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Public Interest Groups on Court Ruling Clearing Way for FCC to Erode Rules Allowing Further Media Consolidation

For Immediate Release: June 15, 2017

Contact: Courtney Holsworth, courtney@balestramedia.com, 989.572.8162

 

Public Interest Groups on Court Ruling Clearing Way for FCC to Erode Rules Allowing Further Media Consolidation

 

Today, the U.S. Court of Appeals for the D.C. Circuit denied the emergency stay motion filed by public interest groups, including the National Hispanic Media Coalition, Free Press, Common Cause, Media Alliance, and United Church of Christ, OC, Inc., which sought to prevent the Federal Communications Commission from implementing its decision to reinstate the so-called UHF discount. This will allow the FCC to make it easier for the nation’s largest television ownership groups to acquire additional stations, and crowd out diverse and local voices.  The groups are represented by the Institute for Public Representation at Georgetown University Law Center. Despite this interim ruling, the Court will hear the appeal later this year.

 

The FCC’s April, 2017 decision issued overturned a ruling issued in September, 2016 by an new Commission majority created after two Obama Administration appointees left the Commission. It allows large TV groups to evade a cap on how many stations they own by counting only half of the audience of UHF frequency TV stations towards a Congressionally-established limit of 39% of the nation’s TV homes. This undermines the goals of the Communications Act to promote localism, competition and diversity.

 

In the wake of the FCC’s decision to reinstate the discount, on May 8th Sinclair Broadcast Group announced plans to purchase Tribune Media TV stations for $3.9 billion. The deal would create a broadcast colossus with more than 200 TV stations, and would result in Sinclair reaching more than 70 percent of the national audience with stations in large cities such as New York, Los Angeles, Chicago and Dallas. However, by reinstating the technically outdated UHF discount, this large deal would mean that Sinclair would be in compliance with the 39% ownership limit.

 

Read more about the case here: http://bit.ly/2qXEz96

 

“The Court of Appeals’ decision to allow the reinstatement of the UHF discount makes it easier for huge ownership groups to take over the media market, at the expense of Latinos, media owners of color and local voices that seek to serve their diverse communities,” said Carmen Scurato, director of policy and legal affairs at the National Hispanic Media Coalition. “The DC Court has cleared the way for massive consolidation, negatively impacting the thousands of owners and consumers that this appeal represented. The FCC has a mandate to act in the public interest yet by reinstating the UHF discount, Chairman Pai has signaled that he is on the side of big media conglomerates that want more control of what we see and hear on the airwaves.”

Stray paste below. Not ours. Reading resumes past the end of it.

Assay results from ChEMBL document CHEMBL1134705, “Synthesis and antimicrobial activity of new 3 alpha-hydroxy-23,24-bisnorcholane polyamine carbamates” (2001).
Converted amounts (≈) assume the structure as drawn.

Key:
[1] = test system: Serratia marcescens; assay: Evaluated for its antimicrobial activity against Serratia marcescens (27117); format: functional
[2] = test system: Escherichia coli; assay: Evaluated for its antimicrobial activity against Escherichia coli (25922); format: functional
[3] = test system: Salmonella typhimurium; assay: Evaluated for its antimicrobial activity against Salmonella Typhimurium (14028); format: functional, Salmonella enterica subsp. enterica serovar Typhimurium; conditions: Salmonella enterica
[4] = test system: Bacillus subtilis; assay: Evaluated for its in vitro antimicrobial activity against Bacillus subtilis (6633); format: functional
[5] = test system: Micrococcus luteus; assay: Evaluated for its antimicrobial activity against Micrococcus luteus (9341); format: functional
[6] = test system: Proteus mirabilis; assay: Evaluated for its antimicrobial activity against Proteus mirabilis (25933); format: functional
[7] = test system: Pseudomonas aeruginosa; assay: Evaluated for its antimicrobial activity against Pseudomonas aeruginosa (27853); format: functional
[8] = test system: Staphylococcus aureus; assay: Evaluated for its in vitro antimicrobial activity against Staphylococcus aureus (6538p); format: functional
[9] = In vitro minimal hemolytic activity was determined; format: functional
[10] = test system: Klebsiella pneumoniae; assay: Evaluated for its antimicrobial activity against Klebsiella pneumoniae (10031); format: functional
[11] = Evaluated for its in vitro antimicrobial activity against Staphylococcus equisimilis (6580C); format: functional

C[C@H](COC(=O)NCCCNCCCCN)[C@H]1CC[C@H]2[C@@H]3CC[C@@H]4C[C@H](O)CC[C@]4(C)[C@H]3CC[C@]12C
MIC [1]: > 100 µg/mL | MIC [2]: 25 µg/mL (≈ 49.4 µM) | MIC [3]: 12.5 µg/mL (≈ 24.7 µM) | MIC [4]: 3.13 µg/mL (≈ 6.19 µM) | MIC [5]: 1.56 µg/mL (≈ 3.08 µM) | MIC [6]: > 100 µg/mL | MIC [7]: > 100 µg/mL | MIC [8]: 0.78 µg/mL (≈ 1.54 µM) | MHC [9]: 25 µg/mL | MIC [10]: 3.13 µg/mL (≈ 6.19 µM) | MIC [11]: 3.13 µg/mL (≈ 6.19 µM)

“We're disappointed by the court's decision to deny the stay, but still plan to show the unlawful nature of the FCC's arbitrary and capricious decision under review in this case,” said Gaurav Laroia, Policy Counsel at Free Press. “Chairman Pai's decision to revive this obsolete rule would allow broadcast consolidation far beyond the already high limits set by Congress. And that would grease the skids for companies like Sinclair to cash in, acquiring other media conglomerates like Tribune with the merger those two companies proposed last month. Runaway broadcast consolidation at the national and local level is bad for competition, diversity and localism in broadcasting. Sinclair's practices are a prime example of how consolidation undermines those three principles, with its penchant for dictating coverage to local affiliates and intervening in the editorial decisions of the stations it owns.

 

“Chairman Ajit Pai, President Trump’s appointee at the Federal Communications Commission, is a full partner in the Trump Administration's attack on the press,” said Cheryl Leanza, Policy Advisor at United Church of Christ, OC, Inc. “With his decision to put an obsolete rule back on the books, Chairman Pai will devastated the American public’s access to multiple points of view from hard news sources. We look forward to a positive result when the court reviews the substance of this irrational and dangerous decision.”

 

“The UHF discount has long outlived its usefulness,” said former FCC Commissioner and Common Cause Special Adviser Michael Copps. “Reinstating it was a huge, unwarranted gift to Big Broadcast. So it is disappointing that the court did not rein in the broadcast-friendly majority at the FCC. We remain committed to halting the wave of media consolidation the FCC majority has sought to unleash.”

 

“The petitioners in this case regret the abrupt reinstatement of the admittedly obsolete UHF discount rule to aid a single corporation. Rushing through yet more media consolidation in a hasty and ill-considered manner is no favor to the public's increasing frustration with the media,” stated Tracy Rosenberg, Executive Director at Media Alliance.

 

“This case is far from over,” said Professor Angela J. Campbell, Director of the Communications and Technology Clinic at Georgetown University Law Center’s Institute for Public Representation. “Most stay motions are denied. The Court’s unwillingness to grant our motion doesn’t change the fact that we have strong legal arguments against Chairman Pai’s unseemly rush to allow the nation’s largest broadcasters to become even larger.”

 

The stay motion and the reply to the oppositions to the stay motion can be viewed here and here.

 

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Categories: media concentration